Members need their association when times are tough, but they may be facing hardships or other impediments to staying connected. Here are three ideas for keeping your members close and engaged with your community.
Associations are based on connections. It’s why people join: to find their people and their place, and to benefit from being with like-minded individuals who share a common purpose and interests. COVID-19 threw a major wrench into togetherness, as we all know. It also magnified how important community—every aspect of it—really is.
Last week, I shared some ideas from a small-staff association executive whose organization was finding creative, low-cost ways to engage and retain members. Continuing the theme of membership tips for challenging times, here are three more membership strategy ideas, with a focus on staying connected with members.
Build Virtual Connectivity
Recognizing that its members and nonmembers need a sense of community more than ever, the Council on Undergraduate Research opened up its online member community from April 1 to May 31 to nonmembers so they could participate in sharing information, asking questions, and learning from each other during a critical period, especially as campuses were switching to virtual teaching.
“We converted a high percentage of those members from people who were leveraging the community at that time,” said Lindsay Currie, CAE, CUR’s executive officer. “They got behind it and saw the value and were able to connect with the community.” It didn’t cost any money, and it was an easy lift technologically.
Extend member Grace Periods
In March, the International Society for Pharmacoeconomics and Outcomes Research experienced a lag in membership renewal. Instead of dropping members, ISPOR allowed members to remain, even after the 60-day grace period expired. Staff continued to reach out to let members know what they were doing for them in light of COVID-19 “to foster that sense of connectivity and a sense of loyalty,” said Jason Cohen, ISPOR’s senior manager of member services.
Rather than sending out typical renewal notices, Cohen worked with the membership team to tailor their messaging to show that ISPOR was mindful of the times and aware that members were struggling and wondering how they would pay their dues.
“Understanding who your members are and making sure you are tailoring your messages is part of building loyalty to the organization,” he said.
That extra few months of grace period helped stabilize ISPOR’s membership. “It also showed good faith,” Cohen said. While ISPOR offers a fee-waived membership option for those residing in a qualifying country, it is not otherwise waiving membership dues. ISPOR is exploring changes that would address the concerns of members who want to keep their memberships but who have budgetary constraints.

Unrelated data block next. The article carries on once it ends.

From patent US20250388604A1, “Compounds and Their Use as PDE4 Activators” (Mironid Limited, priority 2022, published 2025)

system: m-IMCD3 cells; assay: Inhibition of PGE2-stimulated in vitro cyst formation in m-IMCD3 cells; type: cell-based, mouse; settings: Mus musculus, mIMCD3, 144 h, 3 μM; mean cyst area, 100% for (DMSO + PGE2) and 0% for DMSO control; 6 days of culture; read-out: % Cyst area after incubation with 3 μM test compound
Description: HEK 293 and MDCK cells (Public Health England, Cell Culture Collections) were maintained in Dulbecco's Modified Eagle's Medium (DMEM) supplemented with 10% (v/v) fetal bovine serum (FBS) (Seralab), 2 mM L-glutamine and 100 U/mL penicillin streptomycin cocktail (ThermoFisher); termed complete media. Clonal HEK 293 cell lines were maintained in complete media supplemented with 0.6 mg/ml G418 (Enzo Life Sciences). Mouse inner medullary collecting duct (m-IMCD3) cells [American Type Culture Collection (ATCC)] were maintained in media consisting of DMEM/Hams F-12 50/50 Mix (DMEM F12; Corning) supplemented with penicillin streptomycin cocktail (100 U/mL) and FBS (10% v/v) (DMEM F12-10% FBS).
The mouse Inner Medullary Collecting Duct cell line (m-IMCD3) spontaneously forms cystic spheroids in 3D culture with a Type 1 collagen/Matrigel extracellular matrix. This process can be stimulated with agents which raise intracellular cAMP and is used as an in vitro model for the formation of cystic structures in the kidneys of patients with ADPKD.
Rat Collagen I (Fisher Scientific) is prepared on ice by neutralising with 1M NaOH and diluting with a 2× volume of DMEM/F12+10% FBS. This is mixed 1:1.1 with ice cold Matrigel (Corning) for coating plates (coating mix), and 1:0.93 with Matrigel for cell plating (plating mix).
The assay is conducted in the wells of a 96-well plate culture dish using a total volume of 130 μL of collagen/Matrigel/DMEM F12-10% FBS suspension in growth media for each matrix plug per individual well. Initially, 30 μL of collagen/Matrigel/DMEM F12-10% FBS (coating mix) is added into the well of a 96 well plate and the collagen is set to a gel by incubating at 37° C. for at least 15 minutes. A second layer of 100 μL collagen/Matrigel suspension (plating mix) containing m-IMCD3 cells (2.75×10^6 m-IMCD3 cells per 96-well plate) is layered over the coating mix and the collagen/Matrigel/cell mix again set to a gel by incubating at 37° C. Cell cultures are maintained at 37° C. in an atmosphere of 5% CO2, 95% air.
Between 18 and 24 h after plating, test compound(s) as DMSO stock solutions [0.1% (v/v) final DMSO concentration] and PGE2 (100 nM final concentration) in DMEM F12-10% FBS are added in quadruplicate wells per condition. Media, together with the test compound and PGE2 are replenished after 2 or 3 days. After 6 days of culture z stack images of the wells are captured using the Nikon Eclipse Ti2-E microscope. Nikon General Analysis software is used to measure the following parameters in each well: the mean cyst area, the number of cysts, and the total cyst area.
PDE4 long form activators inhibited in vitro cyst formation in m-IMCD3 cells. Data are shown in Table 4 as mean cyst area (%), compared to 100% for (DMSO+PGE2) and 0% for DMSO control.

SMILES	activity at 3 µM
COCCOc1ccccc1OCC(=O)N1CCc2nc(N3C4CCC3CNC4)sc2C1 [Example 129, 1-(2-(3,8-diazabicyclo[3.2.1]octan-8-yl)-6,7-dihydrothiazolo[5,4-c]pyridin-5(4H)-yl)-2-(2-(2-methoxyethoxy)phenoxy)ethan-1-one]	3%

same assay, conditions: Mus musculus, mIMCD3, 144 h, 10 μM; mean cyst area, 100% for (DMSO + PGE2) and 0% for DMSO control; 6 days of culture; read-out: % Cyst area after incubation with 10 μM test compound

Create A Pandemic Field Guide
The National Business Officers Association was able to hold its in-person annual meeting in February, before the storm really hit, and dues renewal began July 1, so the organization was lucky financially—this year.
Knowing that challenges will continue next year, NBOA—whose members are business officers in independent schools—decided to invest in member resources, specifically a 150-page pandemic field guide, “Operating Guidance for Independent School Pandemic Management.” NBOA developed the guide with an engineering firm that has done a lot of research on how schools can operate safely amid COVID-19. The guide is free to members, but nonmembers have to pay a fee. It was released on September 1 and has already been downloaded 700 times.
NBOA announced the upcoming release of the field guide in a renewal email at the end of its grace period, August 31, as a powerful and timely reminder of the value of membership.
“During times like these, associations need to show their value,” said Barry Pilson, CAE, NBOA’s vice president of membership and marketing. “This new environment pushes people to do things we should have been doing and never did.”
What is your association doing that is working right now to engage, retain, and recruit members? Share your thoughts in the comments or send me an email.
Editor’s Note: This post has been updated to clarify that ISPOR offers a dues waiver for members in qualifying countries.